Cherry vs. Pine: Which Wood to Use?

Cherry vs. Pine: Which Wood to Use?

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Whether you want to build a whole new house or just a small chair, having the right lumber in your arsenal is very important. Of the dozens of different types of wood to choose from, cherry and pine are two of the most popular ones.

Today, we want to do a side-by-side comparison of both to see which one is better for your needs. We’ll be comparing them based on a variety of factors, so you know exactly what you’re getting into.

What Is Cherry?

First, we have cherry, and here we are in fact talking about the wood that comes from the fruit-bearing cherry tree. This type of tree can be found in Canada and the USA, particularly in Virginia, Pennsylvania, New York, and West Virginia. Keep in mind that cherry is a type of hardwood deciduous tree. The most commonly occurring type of cherry tree in North America is the black cherry tree, so this will be our focus for today.

The cherry tree is one of the harder types of hardwood that can be found in North America, and it is very difficult to damage. Surprisingly enough, it’s not overly dense, but still quite strong, and also easy to bend if steam is involved. This wood also has a lot of natural resins and oils, so it’s fairly resistant to pests, mold, fungus, moisture, and decay.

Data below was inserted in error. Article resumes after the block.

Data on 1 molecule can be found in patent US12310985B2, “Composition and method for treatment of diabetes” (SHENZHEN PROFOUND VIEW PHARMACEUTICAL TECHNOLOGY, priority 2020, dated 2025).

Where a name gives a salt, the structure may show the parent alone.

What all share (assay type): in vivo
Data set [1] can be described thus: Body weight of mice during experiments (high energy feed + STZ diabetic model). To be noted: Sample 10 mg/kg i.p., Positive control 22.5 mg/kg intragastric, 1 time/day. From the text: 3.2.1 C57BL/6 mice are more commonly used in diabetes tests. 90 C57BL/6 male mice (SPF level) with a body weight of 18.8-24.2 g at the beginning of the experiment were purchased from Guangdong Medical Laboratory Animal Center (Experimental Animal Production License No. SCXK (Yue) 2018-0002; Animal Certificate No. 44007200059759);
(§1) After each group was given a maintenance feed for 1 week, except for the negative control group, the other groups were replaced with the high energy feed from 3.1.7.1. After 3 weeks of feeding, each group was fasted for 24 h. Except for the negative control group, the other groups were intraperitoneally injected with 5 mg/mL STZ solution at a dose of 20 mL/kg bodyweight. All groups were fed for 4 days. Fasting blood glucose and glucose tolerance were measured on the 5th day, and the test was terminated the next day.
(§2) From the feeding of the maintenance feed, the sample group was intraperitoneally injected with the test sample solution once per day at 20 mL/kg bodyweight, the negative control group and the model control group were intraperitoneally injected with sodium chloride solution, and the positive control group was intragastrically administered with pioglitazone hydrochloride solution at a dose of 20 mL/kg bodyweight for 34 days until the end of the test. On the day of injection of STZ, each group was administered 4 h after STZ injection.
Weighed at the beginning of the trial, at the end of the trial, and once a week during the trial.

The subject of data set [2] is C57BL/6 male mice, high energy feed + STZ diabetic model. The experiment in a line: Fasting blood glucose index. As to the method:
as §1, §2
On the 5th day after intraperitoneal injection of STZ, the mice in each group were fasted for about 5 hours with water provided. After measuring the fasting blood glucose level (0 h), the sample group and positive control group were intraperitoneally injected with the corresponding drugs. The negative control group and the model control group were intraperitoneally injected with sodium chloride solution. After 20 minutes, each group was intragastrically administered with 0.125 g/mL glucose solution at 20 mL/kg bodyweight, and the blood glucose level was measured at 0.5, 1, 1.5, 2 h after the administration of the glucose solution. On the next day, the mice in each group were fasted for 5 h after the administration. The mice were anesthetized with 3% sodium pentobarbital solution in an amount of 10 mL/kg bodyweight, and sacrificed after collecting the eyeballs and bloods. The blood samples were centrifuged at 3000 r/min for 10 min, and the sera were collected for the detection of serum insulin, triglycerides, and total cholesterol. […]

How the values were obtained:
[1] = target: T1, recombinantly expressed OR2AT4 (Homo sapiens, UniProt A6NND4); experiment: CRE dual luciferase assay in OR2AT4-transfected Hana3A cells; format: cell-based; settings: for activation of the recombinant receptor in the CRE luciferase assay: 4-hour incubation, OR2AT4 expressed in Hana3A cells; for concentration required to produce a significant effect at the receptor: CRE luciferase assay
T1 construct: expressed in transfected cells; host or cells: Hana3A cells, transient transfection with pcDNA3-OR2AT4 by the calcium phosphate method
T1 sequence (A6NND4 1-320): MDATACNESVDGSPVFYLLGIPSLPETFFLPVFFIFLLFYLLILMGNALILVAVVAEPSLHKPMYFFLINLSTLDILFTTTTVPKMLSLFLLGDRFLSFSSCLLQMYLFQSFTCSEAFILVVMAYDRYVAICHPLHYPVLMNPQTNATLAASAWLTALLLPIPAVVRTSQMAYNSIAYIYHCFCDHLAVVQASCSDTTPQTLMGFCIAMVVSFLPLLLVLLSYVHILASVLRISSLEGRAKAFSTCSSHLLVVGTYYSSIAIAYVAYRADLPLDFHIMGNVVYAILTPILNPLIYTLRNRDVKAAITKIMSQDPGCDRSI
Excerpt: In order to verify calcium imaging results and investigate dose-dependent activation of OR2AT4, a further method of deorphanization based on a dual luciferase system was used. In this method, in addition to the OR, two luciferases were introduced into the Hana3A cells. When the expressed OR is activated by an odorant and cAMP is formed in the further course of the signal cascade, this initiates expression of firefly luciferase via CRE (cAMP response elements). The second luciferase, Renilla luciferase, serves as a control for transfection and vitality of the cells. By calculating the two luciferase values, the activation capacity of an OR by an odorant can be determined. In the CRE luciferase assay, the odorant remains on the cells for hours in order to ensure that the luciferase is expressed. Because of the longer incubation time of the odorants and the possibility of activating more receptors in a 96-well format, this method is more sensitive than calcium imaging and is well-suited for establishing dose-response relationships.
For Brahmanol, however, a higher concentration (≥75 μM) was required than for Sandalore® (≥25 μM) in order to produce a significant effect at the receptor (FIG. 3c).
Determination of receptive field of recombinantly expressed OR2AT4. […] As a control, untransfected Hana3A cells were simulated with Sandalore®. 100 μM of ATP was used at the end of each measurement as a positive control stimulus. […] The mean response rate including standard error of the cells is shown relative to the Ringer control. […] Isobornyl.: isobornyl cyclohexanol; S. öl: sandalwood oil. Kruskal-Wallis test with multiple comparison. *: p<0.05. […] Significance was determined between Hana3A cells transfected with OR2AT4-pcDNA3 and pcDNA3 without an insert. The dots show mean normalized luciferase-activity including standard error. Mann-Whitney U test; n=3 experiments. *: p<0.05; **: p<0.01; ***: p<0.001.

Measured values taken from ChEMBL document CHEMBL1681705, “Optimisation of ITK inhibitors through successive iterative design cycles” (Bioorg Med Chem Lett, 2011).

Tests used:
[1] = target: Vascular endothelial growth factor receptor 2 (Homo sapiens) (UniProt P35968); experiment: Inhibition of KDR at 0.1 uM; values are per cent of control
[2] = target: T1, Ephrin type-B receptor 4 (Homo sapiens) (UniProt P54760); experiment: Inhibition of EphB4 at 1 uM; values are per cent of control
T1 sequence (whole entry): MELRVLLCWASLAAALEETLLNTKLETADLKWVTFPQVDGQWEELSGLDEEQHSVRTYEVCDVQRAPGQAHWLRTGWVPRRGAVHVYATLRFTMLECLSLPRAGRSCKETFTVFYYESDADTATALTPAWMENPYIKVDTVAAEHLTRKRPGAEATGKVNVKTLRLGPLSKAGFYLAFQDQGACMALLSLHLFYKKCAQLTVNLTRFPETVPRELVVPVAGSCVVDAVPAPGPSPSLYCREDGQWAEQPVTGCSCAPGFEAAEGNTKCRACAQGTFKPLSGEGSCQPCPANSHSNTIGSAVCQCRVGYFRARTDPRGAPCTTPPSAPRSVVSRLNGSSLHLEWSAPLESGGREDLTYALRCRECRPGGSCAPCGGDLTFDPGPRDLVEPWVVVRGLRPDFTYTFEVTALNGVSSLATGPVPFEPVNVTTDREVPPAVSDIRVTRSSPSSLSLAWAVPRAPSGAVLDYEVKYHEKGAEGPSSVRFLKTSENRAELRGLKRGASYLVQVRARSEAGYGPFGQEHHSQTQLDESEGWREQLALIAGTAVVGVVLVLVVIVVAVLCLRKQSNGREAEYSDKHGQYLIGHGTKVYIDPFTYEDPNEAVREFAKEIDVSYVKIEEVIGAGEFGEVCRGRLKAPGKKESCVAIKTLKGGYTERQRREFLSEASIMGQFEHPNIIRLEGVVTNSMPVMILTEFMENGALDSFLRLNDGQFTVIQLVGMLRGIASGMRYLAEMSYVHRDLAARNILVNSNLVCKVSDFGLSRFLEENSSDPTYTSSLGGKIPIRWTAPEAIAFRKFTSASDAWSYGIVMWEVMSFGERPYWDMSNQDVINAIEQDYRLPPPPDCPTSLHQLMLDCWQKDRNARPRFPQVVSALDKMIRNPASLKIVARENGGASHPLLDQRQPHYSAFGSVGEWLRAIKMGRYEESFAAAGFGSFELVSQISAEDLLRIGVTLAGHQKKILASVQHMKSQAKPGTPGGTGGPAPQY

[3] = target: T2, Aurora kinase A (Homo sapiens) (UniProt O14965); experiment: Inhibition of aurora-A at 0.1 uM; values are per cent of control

This type of wood is therefore a great option for both outdoor and indoor purposes. In terms of appearance, cherry wood features a straight and tight grain, a fine and uniform texture, along with a rich and deep reddish-brown color, usually slightly more brown than red.

Because cherry wood is durable, easy to work with, and looks good, it can be somewhat expensive and is often used for decorative pieces. However, it’s also used for musical instruments, high-end furniture, millwork, flooring, and even for purposes that require great moisture resistance, such as docks or boats.

What Is Pine?

We then have the pine tree, and because it is the most commonly used for building purposes in North America, here we are talking about the eastern white pine. When it comes to utilitarian construction purposes, it’s a very popular choice to consider. This is a softwood coniferous evergreen that grows mostly in North America.

The lumber itself has a pale yellow or whitish-brown color, along with an even and straight grain, a medium texture, and a lot of knots, gaps, and resin canals. The eastern white pine tree is fairly soft and is one of the softer types of wood that can be found in North America.

It’s also not very resistant to pests, decay, or moisture. This is not a type of wood that is ideal for outdoor purposes, but it is structurally sound enough to be used for a variety of applications. It is often used for utilitarian purposes, cabinetry, furniture, crates, boxes, pallets, millwork, carvings, and for other basic applications.

Cherry vs. Pine: What Are the Differences?

Now that we know what both types of wood are, let’s take a closer look at the differences between the two.


Cherry wood features a Janka hardness rating of 1,260 lbf, whereas the eastern white pine tree comes in at just 380 lbf. This means that cherry wood is significantly harder than pine, and is therefore much more resilient to damage of all sorts. Cherry is the much better option if you need something that will resist denting, scratching, and physical damage.